Investment in Japan Helped Build Good Will Needed for Market Access
Implementation of the Comprehensive and Progressive Trans-Pacific Partnership (CPTPP) created a potentially devastating disadvantage for U.S. wheat exports to Japan. Yet many years of investment by U.S. Wheat Associates (USW), its partnership with USDA’s Foreign Agricultural Service and wheat farmers have built such good will that Japanese flour millers could publicly express their support for closing this looming breach. Finally in late 2019, a new U.S.-Japan agreement put U.S. wheat exports back on equal footing with competitors in the CPTPP.
The CPTPP agreement was gradually discounting effective tariffs that Japanese flour millers pay for imported Australian and Canadian milling wheat over 9 years from about $150 to about $85 per metric ton (MT). Imported U.S. wheat effective tariffs would have remained at about $150 per MT. The disadvantage for U.S. wheat had already exceeded about $20 per MT in 2019. Without a resolution of this situation, more than 60 years of investment in developing Japan into the top buyer of U.S. wheat was at risk.
In 2018, the Japan Flour Milling Association (JFMA) invited representatives of USW and several state wheat commission organizations to be guests at the organization’s 70th anniversary in Tokyo, an indication of the strong relationship with the U.S. industry. At the event, sources within the Japanese milling industry expressed real concern that the tariff disadvantage under CPTPP could force them to find alternatives to average total imports of 3.1 million metric tons (MMT) of U.S. Western White, dark northern spring (DNS) and hard red winter (HRW) wheat. Eventually, the millers suggested, U.S. wheat annual imports could have fallen to as little as 1.35 MMT per year or a potential loss of as much as $500 million per year even at relatively low U.S. wheat export prices.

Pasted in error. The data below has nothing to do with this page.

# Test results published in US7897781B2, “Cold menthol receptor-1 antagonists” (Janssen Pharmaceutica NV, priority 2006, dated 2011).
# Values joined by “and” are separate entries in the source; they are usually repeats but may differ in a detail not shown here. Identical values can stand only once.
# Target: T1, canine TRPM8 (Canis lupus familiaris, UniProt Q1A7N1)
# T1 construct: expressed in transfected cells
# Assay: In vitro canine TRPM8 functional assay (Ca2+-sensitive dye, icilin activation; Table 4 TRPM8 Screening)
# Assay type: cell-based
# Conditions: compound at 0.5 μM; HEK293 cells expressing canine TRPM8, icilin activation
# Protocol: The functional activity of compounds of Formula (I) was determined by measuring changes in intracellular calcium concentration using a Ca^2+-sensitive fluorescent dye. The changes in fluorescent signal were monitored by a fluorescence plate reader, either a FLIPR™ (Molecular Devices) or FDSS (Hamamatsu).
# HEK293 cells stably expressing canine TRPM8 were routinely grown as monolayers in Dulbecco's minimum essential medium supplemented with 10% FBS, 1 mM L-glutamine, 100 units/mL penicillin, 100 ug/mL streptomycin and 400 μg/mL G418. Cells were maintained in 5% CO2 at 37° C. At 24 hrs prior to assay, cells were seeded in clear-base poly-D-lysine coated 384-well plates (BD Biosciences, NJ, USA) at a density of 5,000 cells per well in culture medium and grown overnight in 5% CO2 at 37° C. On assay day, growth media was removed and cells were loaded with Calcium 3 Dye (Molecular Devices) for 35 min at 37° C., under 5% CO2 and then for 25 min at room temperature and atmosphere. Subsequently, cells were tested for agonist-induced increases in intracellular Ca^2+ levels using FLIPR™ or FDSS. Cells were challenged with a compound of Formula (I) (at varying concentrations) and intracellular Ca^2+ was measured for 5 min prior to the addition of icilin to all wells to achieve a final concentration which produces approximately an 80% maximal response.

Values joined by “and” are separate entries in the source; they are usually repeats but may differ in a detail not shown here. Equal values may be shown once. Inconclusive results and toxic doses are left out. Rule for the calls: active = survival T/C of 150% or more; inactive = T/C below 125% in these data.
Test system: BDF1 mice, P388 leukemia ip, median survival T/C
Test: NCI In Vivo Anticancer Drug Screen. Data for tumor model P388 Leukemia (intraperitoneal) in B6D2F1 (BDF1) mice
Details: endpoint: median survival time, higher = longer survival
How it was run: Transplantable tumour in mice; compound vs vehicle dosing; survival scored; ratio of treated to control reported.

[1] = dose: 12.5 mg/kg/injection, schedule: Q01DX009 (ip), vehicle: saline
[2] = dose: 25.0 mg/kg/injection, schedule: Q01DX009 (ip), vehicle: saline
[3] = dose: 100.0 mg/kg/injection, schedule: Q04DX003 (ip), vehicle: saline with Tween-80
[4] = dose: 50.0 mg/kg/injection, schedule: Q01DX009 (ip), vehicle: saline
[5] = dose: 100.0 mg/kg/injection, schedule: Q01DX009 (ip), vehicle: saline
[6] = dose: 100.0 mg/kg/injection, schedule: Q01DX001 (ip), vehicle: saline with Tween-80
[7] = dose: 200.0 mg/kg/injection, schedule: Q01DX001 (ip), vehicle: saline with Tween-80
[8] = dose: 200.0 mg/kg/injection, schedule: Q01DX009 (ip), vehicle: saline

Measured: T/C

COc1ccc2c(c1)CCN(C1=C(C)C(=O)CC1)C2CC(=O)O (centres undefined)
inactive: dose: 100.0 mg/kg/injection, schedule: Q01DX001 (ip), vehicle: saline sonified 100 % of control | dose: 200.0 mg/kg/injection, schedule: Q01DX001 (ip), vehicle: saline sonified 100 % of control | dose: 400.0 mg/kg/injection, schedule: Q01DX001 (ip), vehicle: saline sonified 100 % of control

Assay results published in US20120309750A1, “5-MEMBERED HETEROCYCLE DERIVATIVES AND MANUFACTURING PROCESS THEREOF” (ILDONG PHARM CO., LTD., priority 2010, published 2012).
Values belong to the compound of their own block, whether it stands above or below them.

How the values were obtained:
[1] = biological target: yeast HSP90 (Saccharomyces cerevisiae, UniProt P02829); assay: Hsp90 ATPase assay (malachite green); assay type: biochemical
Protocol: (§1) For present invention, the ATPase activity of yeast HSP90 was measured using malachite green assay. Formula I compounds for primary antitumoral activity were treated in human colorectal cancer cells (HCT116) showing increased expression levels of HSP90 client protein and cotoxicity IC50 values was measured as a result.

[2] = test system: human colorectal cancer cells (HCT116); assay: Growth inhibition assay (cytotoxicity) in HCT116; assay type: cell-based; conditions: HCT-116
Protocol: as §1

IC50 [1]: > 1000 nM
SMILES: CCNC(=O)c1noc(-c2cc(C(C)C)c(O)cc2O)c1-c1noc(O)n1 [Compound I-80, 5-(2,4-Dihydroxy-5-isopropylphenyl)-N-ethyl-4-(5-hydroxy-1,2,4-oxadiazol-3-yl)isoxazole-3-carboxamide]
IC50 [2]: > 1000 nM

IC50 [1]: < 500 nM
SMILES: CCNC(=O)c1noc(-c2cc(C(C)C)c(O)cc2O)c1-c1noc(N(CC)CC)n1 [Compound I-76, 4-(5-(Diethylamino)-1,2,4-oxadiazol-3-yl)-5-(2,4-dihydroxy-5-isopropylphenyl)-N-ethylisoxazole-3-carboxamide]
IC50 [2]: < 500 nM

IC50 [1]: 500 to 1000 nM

USW used this concern in public statements, published fact sheets and in testimony to and personal interaction with the U.S. Trade Representative on trade negotiations with Japan.
In April 2019, USW used Market Access Program (MAP) funds to host a trade team of senior Japanese flour millers in the United States. During that visit, the new executive director of JFMA said: “It is important to maintain and develop the good relationship Japan has had with the U.S. wheat industry for more than 60 years.” Ultimately, the U.S.-Japan agreement was signed and will go into effect in 2020.
USW believes the ability to share specific risks expressed by our Japanese customers was a very crucial point that added intensity to negotiations between the two countries. USW was also very encouraged that the USTR and other officials in the Trump Administration take this situation very seriously and worked hard to come to an agreement. A large portion of wheat farm family incomes in Washington, Oregon, Idaho, Montana, Wyoming, North Dakota, South Dakota, Minnesota and other Plains states depended on it.